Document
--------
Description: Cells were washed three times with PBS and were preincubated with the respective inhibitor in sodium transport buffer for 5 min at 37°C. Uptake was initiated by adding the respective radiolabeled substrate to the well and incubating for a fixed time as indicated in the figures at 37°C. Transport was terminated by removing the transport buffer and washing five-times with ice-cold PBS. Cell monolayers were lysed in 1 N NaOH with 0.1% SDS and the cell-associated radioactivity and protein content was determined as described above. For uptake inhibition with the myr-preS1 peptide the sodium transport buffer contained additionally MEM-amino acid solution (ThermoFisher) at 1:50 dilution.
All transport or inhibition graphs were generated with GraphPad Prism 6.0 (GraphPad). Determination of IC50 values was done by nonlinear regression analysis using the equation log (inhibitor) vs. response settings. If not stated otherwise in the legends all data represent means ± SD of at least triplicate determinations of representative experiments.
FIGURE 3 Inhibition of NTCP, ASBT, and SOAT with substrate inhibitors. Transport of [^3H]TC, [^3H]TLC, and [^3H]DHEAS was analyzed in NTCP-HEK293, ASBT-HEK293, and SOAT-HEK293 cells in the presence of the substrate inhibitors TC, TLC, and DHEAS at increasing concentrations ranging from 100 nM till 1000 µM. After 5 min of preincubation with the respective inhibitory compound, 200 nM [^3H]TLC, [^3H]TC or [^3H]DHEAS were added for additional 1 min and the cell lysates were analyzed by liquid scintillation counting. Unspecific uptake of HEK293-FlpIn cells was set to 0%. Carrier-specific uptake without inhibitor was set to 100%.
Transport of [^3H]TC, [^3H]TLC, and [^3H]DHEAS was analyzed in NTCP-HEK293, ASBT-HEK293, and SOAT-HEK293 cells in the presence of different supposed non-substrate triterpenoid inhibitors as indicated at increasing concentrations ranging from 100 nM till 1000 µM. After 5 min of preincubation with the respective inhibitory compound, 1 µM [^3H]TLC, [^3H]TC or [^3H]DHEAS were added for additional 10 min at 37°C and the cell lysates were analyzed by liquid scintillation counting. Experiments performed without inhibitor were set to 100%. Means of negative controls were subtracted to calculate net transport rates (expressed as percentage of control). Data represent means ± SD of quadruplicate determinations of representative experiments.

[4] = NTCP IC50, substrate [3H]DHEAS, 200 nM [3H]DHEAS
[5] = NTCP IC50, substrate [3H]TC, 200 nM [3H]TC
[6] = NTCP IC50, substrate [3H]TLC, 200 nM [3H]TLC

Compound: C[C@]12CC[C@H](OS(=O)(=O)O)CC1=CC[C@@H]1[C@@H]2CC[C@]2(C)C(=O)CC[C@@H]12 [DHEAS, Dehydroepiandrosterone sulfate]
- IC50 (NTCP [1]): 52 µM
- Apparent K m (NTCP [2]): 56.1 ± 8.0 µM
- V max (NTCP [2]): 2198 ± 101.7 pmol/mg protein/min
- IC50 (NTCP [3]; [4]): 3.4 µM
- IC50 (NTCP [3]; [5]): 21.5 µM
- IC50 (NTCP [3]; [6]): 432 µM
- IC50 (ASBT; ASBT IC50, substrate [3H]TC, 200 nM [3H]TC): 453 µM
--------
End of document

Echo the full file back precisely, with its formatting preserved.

Description: Cells were washed three times with PBS and were preincubated with the respective inhibitor in sodium transport buffer for 5 min at 37°C. Uptake was initiated by adding the respective radiolabeled substrate to the well and incubating for a fixed time as indicated in the figures at 37°C. Transport was terminated by removing the transport buffer and washing five-times with ice-cold PBS. Cell monolayers were lysed in 1 N NaOH with 0.1% SDS and the cell-associated radioactivity and protein content was determined as described above. For uptake inhibition with the myr-preS1 peptide the sodium transport buffer contained additionally MEM-amino acid solution (ThermoFisher) at 1:50 dilution.
All transport or inhibition graphs were generated with GraphPad Prism 6.0 (GraphPad). Determination of IC50 values was done by nonlinear regression analysis using the equation log (inhibitor) vs. response settings. If not stated otherwise in the legends all data represent means ± SD of at least triplicate determinations of representative experiments.
FIGURE 3 Inhibition of NTCP, ASBT, and SOAT with substrate inhibitors. Transport of [^3H]TC, [^3H]TLC, and [^3H]DHEAS was analyzed in NTCP-HEK293, ASBT-HEK293, and SOAT-HEK293 cells in the presence of the substrate inhibitors TC, TLC, and DHEAS at increasing concentrations ranging from 100 nM till 1000 µM. After 5 min of preincubation with the respective inhibitory compound, 200 nM [^3H]TLC, [^3H]TC or [^3H]DHEAS were added for additional 1 min and the cell lysates were analyzed by liquid scintillation counting. Unspecific uptake of HEK293-FlpIn cells was set to 0%. Carrier-specific uptake without inhibitor was set to 100%.
Transport of [^3H]TC, [^3H]TLC, and [^3H]DHEAS was analyzed in NTCP-HEK293, ASBT-HEK293, and SOAT-HEK293 cells in the presence of different supposed non-substrate triterpenoid inhibitors as indicated at increasing concentrations ranging from 100 nM till 1000 µM. After 5 min of preincubation with the respective inhibitory compound, 1 µM [^3H]TLC, [^3H]TC or [^3H]DHEAS were added for additional 10 min at 37°C and the cell lysates were analyzed by liquid scintillation counting. Experiments performed without inhibitor were set to 100%. Means of negative controls were subtracted to calculate net transport rates (expressed as percentage of control). Data represent means ± SD of quadruplicate determinations of representative experiments.

[4] = NTCP IC50, substrate [3H]DHEAS, 200 nM [3H]DHEAS
[5] = NTCP IC50, substrate [3H]TC, 200 nM [3H]TC
[6] = NTCP IC50, substrate [3H]TLC, 200 nM [3H]TLC

Compound: C[C@]12CC[C@H](OS(=O)(=O)O)CC1=CC[C@@H]1[C@@H]2CC[C@]2(C)C(=O)CC[C@@H]12 [DHEAS, Dehydroepiandrosterone sulfate]
- IC50 (NTCP [1]): 52 µM
- Apparent K m (NTCP [2]): 56.1 ± 8.0 µM
- V max (NTCP [2]): 2198 ± 101.7 pmol/mg protein/min
- IC50 (NTCP [3]; [4]): 3.4 µM
- IC50 (NTCP [3]; [5]): 21.5 µM
- IC50 (NTCP [3]; [6]): 432 µM
- IC50 (ASBT; ASBT IC50, substrate [3H]TC, 200 nM [3H]TC): 453 µM